Latest Effects of Hurricane Katrina in New Orleans Stories
"The ultimate result of shielding men from the effects of folly is to fill the world with fools." -- Herbert Spencer Hurricane Gustav last week spared New Orleans a Katrina-like onslaught. While it was still a bad Category 2 storm, the levees held.
By Adam Nossiter and John Schwartz Thayer Evans contributed reporting from Houma, Louisiana.
By Mary Foster and Melinda Deslatte Associated Press NEW ORLEANS -- Thousands of people who fled Hurricane Gustav forced the city to reluctantly open its doors Wednesday, but nearly 1.2 million homes and businesses across Louisiana were still without electricity and officials said it could take as long as a month to fully restore power.
AS HURRICANE Gustav, larger and more dangerous than 2005's Katrina, barreled toward Louisiana last weekend, nearly 2 million people evacuated coastal areas in a coordinated, methodical effort. Shelters opened hundreds of miles inland. Patients were airlifted from hospitals and nursing homes.
By Becky Bohrer and Doug Simpson Associated Press NEW ORLEANS -- Millions fled the Gulf Coast in fear of Hurricane Gustav, billed as the apocalyptic "mother of all storms." It didn't deliver. Now, with three other storms lining up in the Atlantic some fear people might not listen next time.
By Adam Nossiter, Damien Cave, Kareem Fahim and James Barron Shaila Dewan contributed reporting from New Orleans; Eric Lipton and Steven Lee Myers from Washington; Thayer Evans from Lafayette, Louisiana; Staci Semrad from San Antonio, Texas; James C. McKinley Jr.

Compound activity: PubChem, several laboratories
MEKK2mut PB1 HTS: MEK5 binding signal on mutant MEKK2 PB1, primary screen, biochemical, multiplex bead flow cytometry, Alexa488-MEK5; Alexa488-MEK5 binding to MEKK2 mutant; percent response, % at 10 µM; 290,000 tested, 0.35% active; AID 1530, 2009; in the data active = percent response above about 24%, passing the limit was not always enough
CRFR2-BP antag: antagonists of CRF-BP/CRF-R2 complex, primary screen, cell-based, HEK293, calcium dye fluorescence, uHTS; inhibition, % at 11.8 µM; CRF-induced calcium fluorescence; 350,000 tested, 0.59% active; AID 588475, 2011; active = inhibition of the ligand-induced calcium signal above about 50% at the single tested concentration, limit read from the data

Utility officials say Hurricane Gustav left more than a million people without power Tuesday on the U.S. Gulf Coast. That number was expected to grow as evacuees returned home and reported outages, The Washington Post reported.
From wire reports NEW ORLEANS This nearly deserted city appeared to have escaped threats of full-scale devastation Monday when Hurricane Gustav came ashore 70 miles to the southwest, bearing winds and rain far less formidable than earlier forecast.
From wire reports NEW ORLEANS With a historic evacuation of 1.9 million people from the Louisiana coast complete, gun-toting police and National Guardsmen stood watch as rain started to fall on this city's empty streets Sunday night - as the nation waited to see if Hurricane Gustav would be another Katrina.
By Stacey Plaisance and Becky Bohrer Associated Press NEW ORLEANS -- With a historic evacuation of nearly 2 million people from the Louisiana coast complete, gun-toting police and National Guardsmen stood watch as rain started to fall on this city's empty streets Sunday night -- and even presidential politics took a back seat as the nation waited to see if Hurricane Gustav would be another Katrina.
- A hairdresser.